A number of positive factors exist for the Hot Springs Village Property Owners’ Association, chief executive officer Lesley Nalley said in her financial report at April’s board of directors meeting.
Controller Liz Mathis provided a five-year view of POA audit reports, which culminated in the 2017 audit with no deficiencies.
“Congratulations to the accounting team for bringing us from stated deficiencies surrounding GAAP (generally accepted accounting practices) and IT (information technology) practices five years ago to an audit report free from all mentions of those past issues,” Nalley told the board.
The CEO’s report had a quarterly review broken down by each of the 75 department. “Reporting at this and even more finite levels were made possible by the same IT conversion that resolved our audit deficiencies,” Nalley said. “Directors and supervisors have access to transaction level reporting that enables them to monitor their team’s progress.”
Total e Integrated of Vaughan, Ontario, was the vendor for the IT conversion, completed Aug. 1, 2016.
New home permits totaled 13 on March 31, but more have been issued in April. There are 9,156 active water meters and 8,020 sanitation customers.
There are 8,794 improved lots, 11 more on Dec. 31, and 25,362 unimproved lots, as well as 99 timeshare units and 199 assisted living units. The POA owns 3,121 lots. Ninety-nine percent of improved lots, 66 percent of unimproved lots not owned by the POA and all timeshare and assisted living units are in good standing.
Currently, there are 7,564 unimproved lots and 85 improved lots with assessment balances exceeding 60 days outstanding. The number of delinquent properties fell by 62 between Dec. 31 and March 31.
Citing results which include release of the escrow account, Nalley recommended:
• Transfering an additional $283,000 for non-utility reserves, in addition to the budgeted $301,000, for a total of $584,000,
• Paying off the $884,000 Desoto Club loan early,
• Transfering an additional $100,000 for utility reserves, in addition to the budgeted $100,000, for a total of $200,000,
• She also called on staff to make recommendations during the budget preparation for using the remaining funds to complete additional identified projects from the CMP’s three-year operation and maintenance plan.
Due to various stages of projects underway, including gates, wastewater and pickleball, Nalley prefers to have those closer to completion before the POA considers more projects. She had also favored discussing transfering funds for an outdoor pool, but the project failed to move forward at the April board meeting.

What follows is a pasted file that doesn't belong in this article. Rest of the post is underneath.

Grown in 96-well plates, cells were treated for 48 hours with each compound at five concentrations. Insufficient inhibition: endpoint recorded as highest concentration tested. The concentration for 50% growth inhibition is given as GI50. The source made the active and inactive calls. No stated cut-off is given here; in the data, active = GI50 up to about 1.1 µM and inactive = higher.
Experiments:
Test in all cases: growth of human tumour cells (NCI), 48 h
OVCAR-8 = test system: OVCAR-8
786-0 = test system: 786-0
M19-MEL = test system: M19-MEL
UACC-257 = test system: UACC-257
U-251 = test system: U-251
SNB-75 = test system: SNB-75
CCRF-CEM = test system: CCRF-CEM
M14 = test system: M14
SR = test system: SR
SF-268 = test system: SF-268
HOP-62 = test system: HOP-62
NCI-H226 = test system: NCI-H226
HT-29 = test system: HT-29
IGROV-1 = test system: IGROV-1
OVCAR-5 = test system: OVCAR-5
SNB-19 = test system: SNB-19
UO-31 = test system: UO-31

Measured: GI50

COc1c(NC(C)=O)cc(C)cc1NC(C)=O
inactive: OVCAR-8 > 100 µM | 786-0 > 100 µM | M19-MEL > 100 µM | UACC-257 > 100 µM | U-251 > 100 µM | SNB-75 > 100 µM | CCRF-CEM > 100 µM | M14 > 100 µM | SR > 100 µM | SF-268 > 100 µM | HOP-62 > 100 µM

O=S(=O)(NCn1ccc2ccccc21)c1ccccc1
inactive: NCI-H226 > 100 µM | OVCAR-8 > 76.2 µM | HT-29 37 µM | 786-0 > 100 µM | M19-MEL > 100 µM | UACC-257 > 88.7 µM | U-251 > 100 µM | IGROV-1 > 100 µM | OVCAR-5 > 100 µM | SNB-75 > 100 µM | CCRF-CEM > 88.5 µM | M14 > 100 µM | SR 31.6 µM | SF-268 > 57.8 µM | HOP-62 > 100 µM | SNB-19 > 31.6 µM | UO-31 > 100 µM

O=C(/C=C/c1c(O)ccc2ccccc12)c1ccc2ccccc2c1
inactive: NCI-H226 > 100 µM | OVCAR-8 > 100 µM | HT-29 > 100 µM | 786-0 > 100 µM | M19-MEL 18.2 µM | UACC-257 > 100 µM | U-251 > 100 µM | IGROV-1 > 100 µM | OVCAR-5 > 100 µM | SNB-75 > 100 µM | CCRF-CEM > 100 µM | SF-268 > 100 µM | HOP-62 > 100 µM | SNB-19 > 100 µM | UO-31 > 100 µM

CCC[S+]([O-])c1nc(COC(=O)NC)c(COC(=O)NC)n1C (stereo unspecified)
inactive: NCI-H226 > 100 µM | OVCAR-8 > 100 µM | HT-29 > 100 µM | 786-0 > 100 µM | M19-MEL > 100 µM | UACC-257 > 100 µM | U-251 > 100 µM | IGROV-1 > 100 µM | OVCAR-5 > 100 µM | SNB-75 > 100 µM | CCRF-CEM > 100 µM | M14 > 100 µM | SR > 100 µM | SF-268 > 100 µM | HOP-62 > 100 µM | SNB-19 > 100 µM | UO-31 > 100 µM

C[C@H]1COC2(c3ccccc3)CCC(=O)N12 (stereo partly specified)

This year, $185,000 more in assessments were received by March 31 than in 2017.
Year-to-date total operational revenue is 6.35 percent higher than 2017. Administration, sales, public safety, public utilities, lakes, planning and inspection and food and beverage all show an increase in revenue from the prior year.
Total operating expense was 6.10 percent higher on March 31, as budgeted.
Sixty-three percent of the POA’s year-to- date revenue came from billed assessments.
The POA ended March with $9.8 million in cash and cash equivalents, a $1.9 million rise from 2017. Of that, $1.4 million is restricted, including $1.21 million in wastewater bond funds. Other restricted funds include workers compensation and employee insurance.
And $17.4 million of assessments are outstanding, with $14.5 million accrued for bad debt, pending resolution of National Recreational Properties Inc.-successor- entity collection efforts. A total of 10,770 properties are considered unproductive or not in good standing.
The POA had $3.90 million in long-term debt on March 31. “The current debt ratios, cash balance and projected operating results demonstrate Hot Springs Village’s ability to meet the related debt service obligations for 2018,” Nalley told the board.
The POA’s net worth is $70.9 million.
Total net revenue is 18 percent of budget and $153,000 more than 2017. While total revenue is up from the prior year, several divisions show decreases in revenue over prior. In Public Works revenue is down related to the sales of vehicle decals which have been postponed in 2018 pending completion of the gates projects. Recreation revenue is also down from the prior year related to delay of Pickleball annual memberships and a shift from short-term fitness memberships to annual memberships, for which the revenue is allocated throughout the year.
The largest variance is in golf and is explained below.
Total operational expense is 22 percent of budget and $424,000 more than 2017, as budgeted.
Net excess (deficit) before depreciation and capital was $628,000, as compared to a $357,000 deficit last year.